Native Hawaiians and Japanese Americans face greater risks of pancreatic cancer, according to a recent study by the University of Southern California, the University of Hawaii and others.
The study looked at different ethnic groups and a variety of risk factors that contribute to pancreatic cancer, and showed that Native Hawaiians have a 60% greater risk of pancreatic cancer than European Americans, while Japanese Americans showed a 33% greater risk.
“When you take into account smoking, diabetes, red meat intake and family history of pancreatic cancer, you explain some of the differences but not all of them,” said Loic Le Marchand, associate director for Ethnic Diversity at the UH Cancer Center and one of the authors of the study. “That’s what we were able to contribute: Ethnic differences remain when taking into account known risk factors of pancreatic cancer.”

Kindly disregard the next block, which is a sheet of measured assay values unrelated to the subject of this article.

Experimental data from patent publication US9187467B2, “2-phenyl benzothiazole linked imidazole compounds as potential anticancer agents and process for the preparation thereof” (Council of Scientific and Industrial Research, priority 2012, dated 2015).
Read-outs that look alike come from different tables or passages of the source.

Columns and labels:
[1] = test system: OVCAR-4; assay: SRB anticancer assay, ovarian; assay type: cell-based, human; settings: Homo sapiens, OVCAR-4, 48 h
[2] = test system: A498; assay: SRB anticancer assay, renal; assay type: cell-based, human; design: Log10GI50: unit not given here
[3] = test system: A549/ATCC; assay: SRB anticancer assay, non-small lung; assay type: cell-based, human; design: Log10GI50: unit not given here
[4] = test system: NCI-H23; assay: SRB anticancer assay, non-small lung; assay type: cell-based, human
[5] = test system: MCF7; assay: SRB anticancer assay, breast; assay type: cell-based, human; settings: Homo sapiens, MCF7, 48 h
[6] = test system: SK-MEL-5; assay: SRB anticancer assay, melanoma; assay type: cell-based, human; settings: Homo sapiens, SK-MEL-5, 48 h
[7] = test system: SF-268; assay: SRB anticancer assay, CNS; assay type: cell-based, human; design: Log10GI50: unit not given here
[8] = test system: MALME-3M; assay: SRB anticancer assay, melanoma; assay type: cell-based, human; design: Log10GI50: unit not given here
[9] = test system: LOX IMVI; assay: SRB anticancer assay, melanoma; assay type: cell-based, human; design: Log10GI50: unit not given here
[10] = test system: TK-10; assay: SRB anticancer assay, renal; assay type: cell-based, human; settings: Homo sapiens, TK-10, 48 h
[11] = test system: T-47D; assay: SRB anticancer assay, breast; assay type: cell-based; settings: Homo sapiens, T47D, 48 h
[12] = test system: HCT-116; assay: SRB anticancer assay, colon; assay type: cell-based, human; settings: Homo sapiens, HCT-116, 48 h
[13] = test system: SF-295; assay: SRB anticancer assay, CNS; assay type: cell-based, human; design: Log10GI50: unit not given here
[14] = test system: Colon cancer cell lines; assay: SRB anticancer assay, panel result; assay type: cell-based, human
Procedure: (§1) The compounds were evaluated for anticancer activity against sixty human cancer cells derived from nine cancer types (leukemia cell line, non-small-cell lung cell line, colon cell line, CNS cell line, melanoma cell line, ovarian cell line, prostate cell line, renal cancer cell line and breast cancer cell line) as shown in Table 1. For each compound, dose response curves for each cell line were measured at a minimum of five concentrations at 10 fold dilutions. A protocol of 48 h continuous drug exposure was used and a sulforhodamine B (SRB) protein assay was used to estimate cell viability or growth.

The group involved in the study included more than 20 years of data from more than 180,000 participants, who were categorized as Japanese Americans, European Americans, Latino Americans, African Americans and Native Hawaiians and were recruited from Los Angeles County and Hawaii.
Previous studies had showed the increased risk of pancreatic cancer in African Americans, but before this study there were little data regarding other ethnic groups.